The ending is…. well, it could’ve been great. Have I talked about how wonderful the worldbuilding is? Because it is awesome and in the ending that is made quite clear. But the antagonist ends up being super disappointing. Can’t say who because spoilers, but they were cartoonish, almost childish, and I couldn’t take them seriously. Same for the plot twist re: one of the characters. I didn’t see it coming, but it didn’t feel believable.

Honestly, this one feels more like a draft than a polished, published book. Beasts Made of Night has incredible ideas and characters that could’ve been great, but all that is buried in a story that drags and doesn’t seem to go anywhere. The writing, while good, also wasn’t engaging for me, maybe because of Taj’s voice. In the end, I could see how wonderful this book could’ve been, but the execution failed and most of its shine was unfortunately lost.

I don’t think I’ll be reading more in this series. Again, I loved the premise and the world, but the writing and pacing did ruin Beasts Made of Night for me. 2.0 stars.

Review: 27 Hours by Tristina Wright

28526192Rumor Mora fears two things: hellhounds too strong for him to kill, and failure. Jude Welton has two dreams: for humans to stop killing monsters, and for his strange abilities to vanish.

But in no reality should a boy raised to love monsters fall for a boy raised to kill them.

Nyx Llorca keeps two secrets: the moon speaks to her, and she’s in love with Dahlia, her best friend. Braeden Tennant wants two things: to get out from his mother’s shadow, and to unlearn Epsilon’s darkest secret.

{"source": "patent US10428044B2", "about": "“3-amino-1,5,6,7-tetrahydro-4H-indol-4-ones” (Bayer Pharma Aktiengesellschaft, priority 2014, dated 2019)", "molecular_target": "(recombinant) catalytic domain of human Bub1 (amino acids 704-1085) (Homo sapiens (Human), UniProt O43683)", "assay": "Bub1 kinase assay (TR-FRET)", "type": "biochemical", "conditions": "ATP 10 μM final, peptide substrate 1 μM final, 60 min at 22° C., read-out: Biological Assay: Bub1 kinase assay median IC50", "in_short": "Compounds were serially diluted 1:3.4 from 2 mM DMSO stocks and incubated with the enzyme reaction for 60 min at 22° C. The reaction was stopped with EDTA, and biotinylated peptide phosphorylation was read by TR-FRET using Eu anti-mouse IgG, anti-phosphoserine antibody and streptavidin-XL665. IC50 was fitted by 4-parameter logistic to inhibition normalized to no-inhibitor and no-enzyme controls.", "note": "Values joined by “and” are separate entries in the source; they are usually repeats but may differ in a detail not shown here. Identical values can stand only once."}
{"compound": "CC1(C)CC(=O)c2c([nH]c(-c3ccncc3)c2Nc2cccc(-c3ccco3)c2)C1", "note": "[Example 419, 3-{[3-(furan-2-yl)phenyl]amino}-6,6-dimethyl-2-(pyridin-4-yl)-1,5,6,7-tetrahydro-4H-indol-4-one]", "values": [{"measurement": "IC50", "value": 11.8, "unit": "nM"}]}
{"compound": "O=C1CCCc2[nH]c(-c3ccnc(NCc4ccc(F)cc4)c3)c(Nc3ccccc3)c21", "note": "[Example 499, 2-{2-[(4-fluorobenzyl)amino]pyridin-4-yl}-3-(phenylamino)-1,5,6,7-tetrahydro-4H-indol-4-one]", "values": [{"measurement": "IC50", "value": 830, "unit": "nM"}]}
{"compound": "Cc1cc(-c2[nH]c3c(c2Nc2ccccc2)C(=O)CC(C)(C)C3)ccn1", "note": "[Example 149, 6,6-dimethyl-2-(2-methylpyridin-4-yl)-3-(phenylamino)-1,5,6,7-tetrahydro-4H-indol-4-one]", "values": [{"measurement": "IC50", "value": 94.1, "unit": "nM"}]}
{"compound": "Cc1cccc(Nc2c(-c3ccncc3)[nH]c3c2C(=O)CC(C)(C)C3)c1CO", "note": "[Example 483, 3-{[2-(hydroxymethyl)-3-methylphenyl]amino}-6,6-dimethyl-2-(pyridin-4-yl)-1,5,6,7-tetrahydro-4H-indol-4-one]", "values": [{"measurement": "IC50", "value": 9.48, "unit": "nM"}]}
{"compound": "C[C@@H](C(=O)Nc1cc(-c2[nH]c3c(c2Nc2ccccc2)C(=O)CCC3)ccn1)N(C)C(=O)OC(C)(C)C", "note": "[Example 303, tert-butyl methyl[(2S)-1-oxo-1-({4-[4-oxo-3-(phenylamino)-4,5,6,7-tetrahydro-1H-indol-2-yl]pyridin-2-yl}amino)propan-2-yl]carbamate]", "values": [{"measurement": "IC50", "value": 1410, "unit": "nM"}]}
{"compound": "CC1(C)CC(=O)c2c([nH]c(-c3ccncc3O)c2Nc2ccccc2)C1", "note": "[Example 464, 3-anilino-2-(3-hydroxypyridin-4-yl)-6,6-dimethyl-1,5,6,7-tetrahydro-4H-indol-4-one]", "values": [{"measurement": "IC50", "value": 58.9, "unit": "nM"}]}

They’ll both have to commit treason to find the truth.

During one twenty-seven-hour night, if they can’t stop the war between the colonies and the monsters from becoming a war of extinction, the things they wish for will never come true, and the things they fear will be all that’s left.

27 Hours is a sweeping, thrilling story featuring a stellar cast of queer teenagers battling to save their homes and possibly every human on Sahara as the clock ticks down to zero.

27 Hours was probably my most anticipated book of the year. I first got to know about it on Twitter before it had been announced thanks to the author’s #queerteensinspace, so it’s safe to say I’ve been waiting for this one for a long time. Did it meet my expectations? Honestly, not quite, which I can understand in part because my expectations were really high.

I still liked it well enough and will continue reading the series, but this book feels a lot like a debut (and it is). The plot is nice, the writing is good and the characters are entertaining, but the execution doesn’t quite manage to make it all shine as it should. Some of the banter was a bit tiring and I really missed knowing more about the world, and most of the relationships didn’t convince me. I didn’t dislike them, but I didn’t fall for any of them either.

And honestly? The big culprit here is the one right in the title: this book happens in only 27 hours, which is a whole night in the Sahara. I tried, really, but I just can’t understand falling in love with someone in 27 hours. Liking them? Liking them a lot? Of course. But love? Not that Rumor and Jude say the three words, but I felt like they got too close too fast because the initial romancing (?) had to happen in the first book instead of because it was the natural progression of things. Nothing big, but certainly something that made me only kind of interested in their relationship instead of full on invested.